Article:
Geology Professor Tekla Harms has found the earth fascinating since ninth grade. Growing up in upstate New York, she took earth science that year, and from that moment she knew she wanted to pursue a career in geology. She spent her childhood outdoors, the highlight being a long road trip with her family to the Rocky Mountains, which is now the area of focus in her research. “We went out west and I saw the Rocky Mountains and I thought that is just spectacular. So even back then I'm the kind of oddball that knew [what I wanted to do] at a very young age, but I thought [the mountains] were cool and I wanted to know more about them and be in them… from age 11 on, it’s been all about mountains.”
Harms studies the plate tectonic processes which cause continents to collide, and the consequences of those collisions. In her own works, Harms’ research asks the following basic questions of mountains: “How did you come to be? What are you made out of? What underlies you? Why is this part up in that part down?” For the last twenty years, she has focused on the mountains in southwest Montana. “When I stand on top of a mountain and look around me the more I know geologically, the closer I feel to those mountains, the more I feel like they're part of me and I'm part of them.”
Harms focuses on Montana because “those mountains today are up because of geologically very young processes which started about a hundred million years ago and are still going on today... By coming up and being eroded they've exposed what used to be deeper parts of the crust that hold a much older hi
story. So I'm looking at that upthrown part where this older history is revealed, and that history is anywhere from 2.5 billion to 1.6 billion years old.” Harms studies not today’s mountains, but the mountains of 1.5 billion years ago.
Which brings us to the question we were all wondering about: How does geology impact today’s world?
Harms’ answer: “It doesn't. Except it does.” Ah, the glories of science.
“I'm one of those people who feels that the rising tide floats all boats, that all knowledge is good knowledge of all knowledge helps humanity in one way or another. It may be a very indirect route by which that helps, but I feel like I'm engaged in something that's significant for society and human beings, even though most human beings don't understand what I'm doing and don't see any direct connection. Probably the most direct connection would be that the right people can use what I'm figuring out about the mountains to be more strategic about looking for resources, but that's not why I do it. I do it because we need to know more about the Earth. We live on it. It's our planet and I can't think of any knowledge about the Earth that isn't significant to know.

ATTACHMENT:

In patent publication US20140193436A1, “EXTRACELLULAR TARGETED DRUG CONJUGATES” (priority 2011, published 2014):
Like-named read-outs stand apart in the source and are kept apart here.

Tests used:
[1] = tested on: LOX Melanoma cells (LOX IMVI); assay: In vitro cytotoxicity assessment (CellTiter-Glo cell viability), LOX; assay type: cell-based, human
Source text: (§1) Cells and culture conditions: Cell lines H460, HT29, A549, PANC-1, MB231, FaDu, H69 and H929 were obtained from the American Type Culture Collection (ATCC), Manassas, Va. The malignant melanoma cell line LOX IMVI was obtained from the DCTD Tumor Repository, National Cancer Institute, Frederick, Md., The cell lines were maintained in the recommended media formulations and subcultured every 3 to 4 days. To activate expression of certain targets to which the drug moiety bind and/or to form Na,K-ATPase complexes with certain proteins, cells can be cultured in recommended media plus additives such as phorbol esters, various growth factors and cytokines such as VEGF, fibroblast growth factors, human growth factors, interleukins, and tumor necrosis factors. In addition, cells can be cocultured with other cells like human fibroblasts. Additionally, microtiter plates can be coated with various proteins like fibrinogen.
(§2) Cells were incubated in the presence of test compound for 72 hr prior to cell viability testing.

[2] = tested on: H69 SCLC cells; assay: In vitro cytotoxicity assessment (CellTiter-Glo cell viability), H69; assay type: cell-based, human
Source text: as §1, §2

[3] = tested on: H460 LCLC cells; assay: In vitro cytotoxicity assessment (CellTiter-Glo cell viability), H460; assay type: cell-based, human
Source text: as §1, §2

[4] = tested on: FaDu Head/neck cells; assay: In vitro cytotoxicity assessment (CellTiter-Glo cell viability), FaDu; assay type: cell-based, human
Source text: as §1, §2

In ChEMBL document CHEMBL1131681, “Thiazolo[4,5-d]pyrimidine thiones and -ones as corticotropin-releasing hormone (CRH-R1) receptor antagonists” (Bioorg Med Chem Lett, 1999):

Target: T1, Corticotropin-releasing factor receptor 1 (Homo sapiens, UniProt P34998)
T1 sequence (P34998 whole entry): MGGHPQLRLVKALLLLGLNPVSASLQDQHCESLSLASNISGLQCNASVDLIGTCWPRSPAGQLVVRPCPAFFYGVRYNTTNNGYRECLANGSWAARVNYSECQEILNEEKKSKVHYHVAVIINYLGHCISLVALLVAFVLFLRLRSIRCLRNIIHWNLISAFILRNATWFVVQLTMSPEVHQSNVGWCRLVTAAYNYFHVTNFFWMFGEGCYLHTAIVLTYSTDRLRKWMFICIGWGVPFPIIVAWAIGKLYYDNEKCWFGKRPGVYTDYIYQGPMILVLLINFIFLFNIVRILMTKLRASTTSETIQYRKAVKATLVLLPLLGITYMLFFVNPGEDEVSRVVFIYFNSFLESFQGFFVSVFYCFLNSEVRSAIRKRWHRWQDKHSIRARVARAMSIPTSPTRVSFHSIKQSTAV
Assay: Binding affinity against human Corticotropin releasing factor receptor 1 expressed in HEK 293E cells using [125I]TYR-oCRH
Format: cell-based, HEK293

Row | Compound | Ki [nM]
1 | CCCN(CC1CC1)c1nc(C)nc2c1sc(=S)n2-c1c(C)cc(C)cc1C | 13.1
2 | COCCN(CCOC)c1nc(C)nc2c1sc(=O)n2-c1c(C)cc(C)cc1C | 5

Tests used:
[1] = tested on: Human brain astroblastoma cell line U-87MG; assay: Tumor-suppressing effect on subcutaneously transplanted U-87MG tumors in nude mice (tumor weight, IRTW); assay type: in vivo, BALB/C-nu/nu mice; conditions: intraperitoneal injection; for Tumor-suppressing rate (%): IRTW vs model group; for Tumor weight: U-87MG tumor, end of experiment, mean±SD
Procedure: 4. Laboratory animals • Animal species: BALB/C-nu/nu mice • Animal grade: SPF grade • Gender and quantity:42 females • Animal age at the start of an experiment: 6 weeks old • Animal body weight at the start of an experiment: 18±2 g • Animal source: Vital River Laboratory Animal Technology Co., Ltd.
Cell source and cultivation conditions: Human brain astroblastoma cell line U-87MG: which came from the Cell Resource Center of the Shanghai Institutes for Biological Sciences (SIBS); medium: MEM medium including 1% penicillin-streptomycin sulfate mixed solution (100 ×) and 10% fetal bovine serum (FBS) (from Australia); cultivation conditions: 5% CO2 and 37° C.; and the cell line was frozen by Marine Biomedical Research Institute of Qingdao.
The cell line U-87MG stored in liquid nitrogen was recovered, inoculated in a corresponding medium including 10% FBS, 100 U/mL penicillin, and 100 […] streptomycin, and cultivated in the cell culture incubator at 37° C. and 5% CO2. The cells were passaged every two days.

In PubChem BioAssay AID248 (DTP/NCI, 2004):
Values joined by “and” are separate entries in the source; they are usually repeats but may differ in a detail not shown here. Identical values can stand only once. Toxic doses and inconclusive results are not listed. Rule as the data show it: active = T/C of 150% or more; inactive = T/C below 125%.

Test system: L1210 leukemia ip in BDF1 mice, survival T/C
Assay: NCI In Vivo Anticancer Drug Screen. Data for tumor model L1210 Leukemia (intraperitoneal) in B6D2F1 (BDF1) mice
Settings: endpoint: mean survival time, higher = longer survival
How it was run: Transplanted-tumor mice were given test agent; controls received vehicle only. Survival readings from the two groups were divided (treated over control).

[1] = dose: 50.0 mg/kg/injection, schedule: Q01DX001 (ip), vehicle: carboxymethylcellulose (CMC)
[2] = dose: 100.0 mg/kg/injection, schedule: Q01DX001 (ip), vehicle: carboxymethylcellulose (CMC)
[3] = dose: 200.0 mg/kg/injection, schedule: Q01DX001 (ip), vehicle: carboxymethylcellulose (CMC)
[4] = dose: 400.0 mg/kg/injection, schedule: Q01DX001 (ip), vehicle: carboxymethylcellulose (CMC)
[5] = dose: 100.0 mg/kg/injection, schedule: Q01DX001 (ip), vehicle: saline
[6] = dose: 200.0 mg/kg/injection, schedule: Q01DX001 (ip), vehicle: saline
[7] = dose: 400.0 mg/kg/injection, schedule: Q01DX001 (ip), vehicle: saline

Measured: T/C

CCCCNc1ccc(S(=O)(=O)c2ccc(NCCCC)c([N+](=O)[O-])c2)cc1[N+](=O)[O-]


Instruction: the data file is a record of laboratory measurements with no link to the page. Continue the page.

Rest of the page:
“I do put myself in the same category as people who continue to study Shakespeare's plays. We have studied and studied and studied them, but I think they're worth studying perpetually. New insights come. If you think that studying Shakespeare again or Emily Dickinson again is of value, and I do, then I put myself in that same category.”
Harms wants more people to be exposed to geology. “Most people aren't exposed to geology most students aren’t exposed to geology in high school… so they have to be motivated to take a course and find out more about it.” Every semester, Professor Harms teaches Intro to Geology. And every semester, she sees people take it and fall in love with geology. Statistically, 1 in 10 students who take the intro class decide to pursue geology. “You don't know whether or not you want a career in geology until you take it.”
Once you are a geology major? “Have fun! If knowledge is important and significant, we will uncover the most important new heretofore not recognized knowledge by someone who's throwing themselves into what they're doing with passion and pleasure…Throw yourself into it. I had a professor a long time ago said, you know, if you're not enjoying what you do and you might as well be selling shoes. It's always in the back of my mind. ‘You might as well be selling shoes if you are doing [something you aren’t passionate about].'"
Geology is Harms’ hobby. She likes to travel, hike, and be outdoors. But for her, wondering about how a mountain was formed doesn’t interrupt the ability to appreciate the natural beauty of the earth, it deepens it. “There isn't anything about knowing about the Earth that separates me from the earth; it more deeply engages me with the earth.”
Overall, Harms encourages everyone to try out geology. “If you even have an inkling that you like planet Earth, give geology a try. One of the things that I've always enjoyed about geology is that the topic is big. It’s the Earth. Geology is very collaborative, and it brings in physics and chemistry and biology and mathematics. You really need all of those tools. So if you like science in a broad sense, you're going to bring it all together.”
Take Geology 111 next semester and deepen your understanding of the earth. Most importantly, in the words of Tekla Harms, “Believe that any field of science is open to any person. You just have to want to do it.”